Fans of TWO ACCORDIONS quilts should be grateful that founders Joe Gallegos and Ruth Hansen met. The duo creates handsome, streamlined designs with a retro, ’60s mod feel, featuring abstract patterns in vivid colors. “Our goal is to keep our quilts simple and original,” says Gallegos, who was inspired by a tattered quilt made years earlier by his grandmother. Once he and Hansen started dating, he shared with her his vision for crafting modern, usable quilts. And these quilts are most definitely usable: Yoga mats and picnic quilts are among the styles they offer. Gallegos performs what he calls the “construction process,” which includes cutting and piecing the fabric, while Hansen sews the pieces together and adds their signature stitch design at the very end. The quilts can be found only at Scout Living on 18th Street while the quilting duo works on building up an inventory. twoaccordions.com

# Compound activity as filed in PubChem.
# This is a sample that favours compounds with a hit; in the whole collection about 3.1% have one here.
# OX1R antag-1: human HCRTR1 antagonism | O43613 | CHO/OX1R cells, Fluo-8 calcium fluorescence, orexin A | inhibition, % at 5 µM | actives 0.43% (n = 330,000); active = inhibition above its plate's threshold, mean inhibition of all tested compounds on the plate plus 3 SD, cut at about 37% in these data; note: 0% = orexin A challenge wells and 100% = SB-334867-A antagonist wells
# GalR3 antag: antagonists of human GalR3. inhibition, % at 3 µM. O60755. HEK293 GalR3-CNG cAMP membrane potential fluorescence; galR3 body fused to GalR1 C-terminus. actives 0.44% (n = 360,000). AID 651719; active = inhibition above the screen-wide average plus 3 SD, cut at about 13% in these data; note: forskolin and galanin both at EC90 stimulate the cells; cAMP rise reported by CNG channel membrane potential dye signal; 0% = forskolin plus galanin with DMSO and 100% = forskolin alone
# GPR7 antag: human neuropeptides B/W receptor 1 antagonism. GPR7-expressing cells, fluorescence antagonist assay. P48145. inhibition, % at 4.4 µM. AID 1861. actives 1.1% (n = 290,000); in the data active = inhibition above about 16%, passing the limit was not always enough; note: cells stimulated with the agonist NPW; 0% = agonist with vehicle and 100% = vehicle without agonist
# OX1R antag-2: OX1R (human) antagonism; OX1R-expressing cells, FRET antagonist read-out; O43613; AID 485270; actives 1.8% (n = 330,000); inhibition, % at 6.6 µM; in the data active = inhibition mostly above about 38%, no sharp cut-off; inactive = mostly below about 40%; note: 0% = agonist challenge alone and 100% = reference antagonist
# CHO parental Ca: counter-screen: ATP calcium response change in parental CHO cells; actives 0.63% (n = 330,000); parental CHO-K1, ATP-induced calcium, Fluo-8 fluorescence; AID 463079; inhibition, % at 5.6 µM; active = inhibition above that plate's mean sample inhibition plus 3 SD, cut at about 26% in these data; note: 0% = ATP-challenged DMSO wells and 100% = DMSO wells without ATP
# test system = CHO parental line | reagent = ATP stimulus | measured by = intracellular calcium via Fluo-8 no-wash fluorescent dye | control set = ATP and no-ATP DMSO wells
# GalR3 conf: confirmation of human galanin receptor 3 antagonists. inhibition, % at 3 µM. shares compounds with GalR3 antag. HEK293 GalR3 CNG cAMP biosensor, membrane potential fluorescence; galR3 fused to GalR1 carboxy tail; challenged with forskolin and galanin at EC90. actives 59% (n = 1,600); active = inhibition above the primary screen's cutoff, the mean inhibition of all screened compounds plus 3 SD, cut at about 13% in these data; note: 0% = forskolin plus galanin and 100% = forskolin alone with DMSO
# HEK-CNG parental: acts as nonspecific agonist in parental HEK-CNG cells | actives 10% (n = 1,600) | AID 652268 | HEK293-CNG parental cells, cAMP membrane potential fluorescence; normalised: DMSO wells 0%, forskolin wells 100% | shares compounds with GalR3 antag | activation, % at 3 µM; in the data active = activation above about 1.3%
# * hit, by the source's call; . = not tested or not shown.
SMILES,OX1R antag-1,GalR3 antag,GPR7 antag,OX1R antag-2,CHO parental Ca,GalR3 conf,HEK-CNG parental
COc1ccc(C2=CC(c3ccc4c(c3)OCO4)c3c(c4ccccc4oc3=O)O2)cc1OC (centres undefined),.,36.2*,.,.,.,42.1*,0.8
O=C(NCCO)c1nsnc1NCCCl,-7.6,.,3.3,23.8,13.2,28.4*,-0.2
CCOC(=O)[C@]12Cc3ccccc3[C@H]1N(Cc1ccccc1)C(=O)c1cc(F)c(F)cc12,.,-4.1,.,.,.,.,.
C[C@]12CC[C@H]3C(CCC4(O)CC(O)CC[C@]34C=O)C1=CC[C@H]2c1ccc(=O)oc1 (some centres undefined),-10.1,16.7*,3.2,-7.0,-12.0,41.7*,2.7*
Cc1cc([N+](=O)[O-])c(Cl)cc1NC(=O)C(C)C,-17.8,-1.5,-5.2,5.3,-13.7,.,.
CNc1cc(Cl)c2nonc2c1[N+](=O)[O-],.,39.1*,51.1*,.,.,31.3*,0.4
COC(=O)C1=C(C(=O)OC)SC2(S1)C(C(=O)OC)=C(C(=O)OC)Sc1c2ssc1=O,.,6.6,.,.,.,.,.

Next page: Civic Life